• 1/2 teaspoon  grated nutmeg

 

SPICY GOOSE PROSCIUTTO

Makes 2 slabs of cured goose breast.

Prep Time: 30 days

  • 1 goose breast or domestic duck breast, both halves (skin on)
  • 3/4 cup kosher salt or pickling salt
  • 2 tablespoons sugar
  • 2 tablespoons garlic powder
  • 1 tablespoon mild paprika
  • 1 tablespoon red pepper flakes
  • 1 tablespoon dried, crumbled oregano
  • 1 tablespoon ground black pepper

 

  1. First a note on the meat. When you breast out the bird, leave as much skin and fat on it as possible; you’ll get these “tails” of skin on both the tail and neck end of the bird if you do, and this is what you want: They will come in handy later. If you haven’t already, peel off the “tender” on the meat side of the breast. Deep-fry in batter and enjoy!
  2. Mix all the spices together in a large bowl. Coat the goose or duck breasts in the mixture well. Massage it into the meat, and make sure every bit of it has cure on it. Pour any extra cure into a non-reactive container just about large enough to hold the goose breasts. I use Tupperware. Place the goose breasts on top and cover.
  3. Cure in the fridge for 1-3 days. The longer you cure, the saltier the prosciutto will be. The saltier it will be, the longer it will keep — but the thinner you will need to shave it when you eat it. A Ross’s goose or an Aleutian or Cackler needs only a day; 36 hours at the most. I give domestic ducks, snow geese or whitefront geese two days. A big Canada or a domestic will need three or even four days.
  4. Flip the breast once a day to ensure even contact with the extra cure.
  5. When it’s done, rinse off the cure and dry the breasts thoroughly. A lot of people will tell you to rinse off every smidge of cure, but I don’t like this — I like the few remaining bits here or there. But you need to get most of it off, and it is imperative that you dry the goose breasts off after rinsing. Let the breasts dry on a rack, skin side down, for an hour or two.
  6. Now it’s time to hang them. You will need a humid place (60-80 percent humidity) that is between 40-65 degrees to hang your goose prosciutto. I keep my curing fridge at 70 percent humidity and 55 degrees. Poke a hole in one of the skin “tails” and either run an “S” hook through it or some string. Hang on a rack so it does not touch anything else for a few weeks.

Snow Goose Stew with Barley and Mushrooms

This is a hearty stew inspired by some similar Russian stews I’ve come across over the years. I imagine it to be something eaten in Siberia, or on Wrangel Island, where many of California’s snow geese spend their summers. I used snow geese in this recipe, but the dish would work with all sorts of meats: other geese, ducks, jackrabbit or hare, muskrats, venison — and yes, domestic beef or lamb.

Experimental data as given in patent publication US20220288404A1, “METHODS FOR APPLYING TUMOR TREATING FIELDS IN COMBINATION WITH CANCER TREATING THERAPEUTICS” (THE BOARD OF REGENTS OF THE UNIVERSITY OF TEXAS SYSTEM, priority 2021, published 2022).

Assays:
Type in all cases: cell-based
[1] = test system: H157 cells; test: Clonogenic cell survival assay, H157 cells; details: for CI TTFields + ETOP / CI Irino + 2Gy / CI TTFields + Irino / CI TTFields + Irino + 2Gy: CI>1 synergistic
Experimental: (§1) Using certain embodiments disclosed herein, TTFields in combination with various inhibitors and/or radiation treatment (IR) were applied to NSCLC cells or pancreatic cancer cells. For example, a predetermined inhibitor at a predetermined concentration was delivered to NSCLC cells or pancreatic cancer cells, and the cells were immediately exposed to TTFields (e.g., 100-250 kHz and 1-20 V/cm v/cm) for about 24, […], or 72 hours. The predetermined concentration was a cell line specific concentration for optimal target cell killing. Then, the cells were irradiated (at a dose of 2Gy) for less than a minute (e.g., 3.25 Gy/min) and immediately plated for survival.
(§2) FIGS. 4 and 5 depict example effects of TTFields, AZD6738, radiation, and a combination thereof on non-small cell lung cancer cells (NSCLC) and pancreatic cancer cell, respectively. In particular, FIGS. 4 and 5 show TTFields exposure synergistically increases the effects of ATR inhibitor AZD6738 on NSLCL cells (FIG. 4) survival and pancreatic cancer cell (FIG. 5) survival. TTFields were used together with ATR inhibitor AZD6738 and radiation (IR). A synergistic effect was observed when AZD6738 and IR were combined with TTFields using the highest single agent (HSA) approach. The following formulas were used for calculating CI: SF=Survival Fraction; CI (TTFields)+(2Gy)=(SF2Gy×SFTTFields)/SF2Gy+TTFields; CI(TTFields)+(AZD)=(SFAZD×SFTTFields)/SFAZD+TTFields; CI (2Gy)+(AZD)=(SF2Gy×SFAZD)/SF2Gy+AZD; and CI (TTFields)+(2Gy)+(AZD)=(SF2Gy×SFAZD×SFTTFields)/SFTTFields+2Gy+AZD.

I also used wild yellowfoot mushrooms, which can be hard to find. If you have access to a fancy supermarket, buy them, or buy beech mushrooms. If that’s not an option, any fresh mushroom will do. Don’t have celery root? Use potatoes. No barley? Rye or wheat berries would also work, although rye takes a long time to cook. No duck fat? Use lard or butter. No duck stock? Use beef stock.

This stew keeps well in the fridge for a week, and it freezes well.

Serves 6-8.

Prep Time: 10 minutes

Cook Time: 3 hours

  • 8 goose legs, about 2-3 pounds
  • 3 tablespoons duck fat, lard or butter
  • 1 large onion, sliced, about 3 cups
  • 1 pound yellowfoot chanterelles, beech mushrooms or other mushrooms
  • 7 cups duck stock or beef stock
  • 2 teaspoons marjoram
  • 1 cup barley
  • 1 cup sliced carrots
  • 1 celery root, peeled and cut into 1-inch cubes
  • 2 tablespoons chopped fresh dill
  • Salt and black pepper to taste
  • 1 tablespoon sour cream per person

 

  1. Heat the duck fat in a large Dutch oven over medium-high heat and brown the goose legs well. Salt them as they cook. Remove the goose legs as they brown and set aside.
  2. Once the goose legs are all browned, add the onions and mushrooms and turn the heat to high. Stir to combine. Saute until the onion begins to brown, about 6-8 minutes. Add the marjoram and return the goose legs to the pot, then pour over the duck stock. Bring to a simmer and cook until the goose legs are tender, anywhere from 1 hour to 3 hours.
  3. When the goose legs are tender, remove them, let them cool a bit, and pull all the meat off the bone. Return it to the pot. Add the barley, carrots and celery root. Stir well and cook until the barley and celery root are cooked, about 30 minutes. Add salt to taste.
  4. Serve garnished with dill and black pepper, and give everyone a dollop of sour cream on their bowls when you come to the table.

Nebraska Snow Geese Recipe

Pan-Seared Snow Goose with Wasabi Sweet and Sour Sauce

1. Rub skinned snow goose breasts with oil, salt and pepper and place in a hot skillet with sliced onions and peppers.

2. Brown on one side and then flip over.

3. Add to pan:

  • 2 tablespoons soy sauce
  • 3 tablespoons seasoned rice vinegar
  • 1 tablespoon apricot preserves
  • 1/2 teaspoon minced fresh or pickled ginger
  • 1 teaspoon freshly squeezed lime juice
  • 1 teaspoon prepared wasabi paste (Japanese horseradish)

4. Remove snow geese when rare to medium rare.

5. Stir in diced mango.

6. Arrange snow goose breasts on black plate with rice.

7. Spoon sauce over breasts and garnish with cilantro and toasted sesame seeds.